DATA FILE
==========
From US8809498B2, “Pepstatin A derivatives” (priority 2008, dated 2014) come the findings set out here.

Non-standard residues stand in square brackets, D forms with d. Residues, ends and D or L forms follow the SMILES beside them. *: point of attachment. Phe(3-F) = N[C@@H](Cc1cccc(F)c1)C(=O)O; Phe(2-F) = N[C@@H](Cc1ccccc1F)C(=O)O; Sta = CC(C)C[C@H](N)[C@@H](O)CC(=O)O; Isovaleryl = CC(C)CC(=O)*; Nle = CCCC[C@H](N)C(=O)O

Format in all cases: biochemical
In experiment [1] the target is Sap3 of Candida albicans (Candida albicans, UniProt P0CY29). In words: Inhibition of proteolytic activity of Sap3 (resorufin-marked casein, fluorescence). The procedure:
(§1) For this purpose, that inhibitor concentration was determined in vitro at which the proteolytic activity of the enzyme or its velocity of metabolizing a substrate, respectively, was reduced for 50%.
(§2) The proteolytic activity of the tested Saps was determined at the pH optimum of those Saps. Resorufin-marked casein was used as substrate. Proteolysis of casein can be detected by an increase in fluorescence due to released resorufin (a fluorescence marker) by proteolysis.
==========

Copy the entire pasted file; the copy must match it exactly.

From US8809498B2, “Pepstatin A derivatives” (priority 2008, dated 2014) come the findings set out here.

Non-standard residues stand in square brackets, D forms with d. Residues, ends and D or L forms follow the SMILES beside them. *: point of attachment. Phe(3-F) = N[C@@H](Cc1cccc(F)c1)C(=O)O; Phe(2-F) = N[C@@H](Cc1ccccc1F)C(=O)O; Sta = CC(C)C[C@H](N)[C@@H](O)CC(=O)O; Isovaleryl = CC(C)CC(=O)*; Nle = CCCC[C@H](N)C(=O)O

Format in all cases: biochemical
In experiment [1] the target is Sap3 of Candida albicans (Candida albicans, UniProt P0CY29). In words: Inhibition of proteolytic activity of Sap3 (resorufin-marked casein, fluorescence). The procedure:
(§1) For this purpose, that inhibitor concentration was determined in vitro at which the proteolytic activity of the enzyme or its velocity of metabolizing a substrate, respectively, was reduced for 50%.
(§2) The proteolytic activity of the tested Saps was determined at the pH optimum of those Saps. Resorufin-marked casein was used as substrate. Proteolysis of casein can be detected by an increase in fluorescence due to released resorufin (a fluorescence marker) by proteolysis.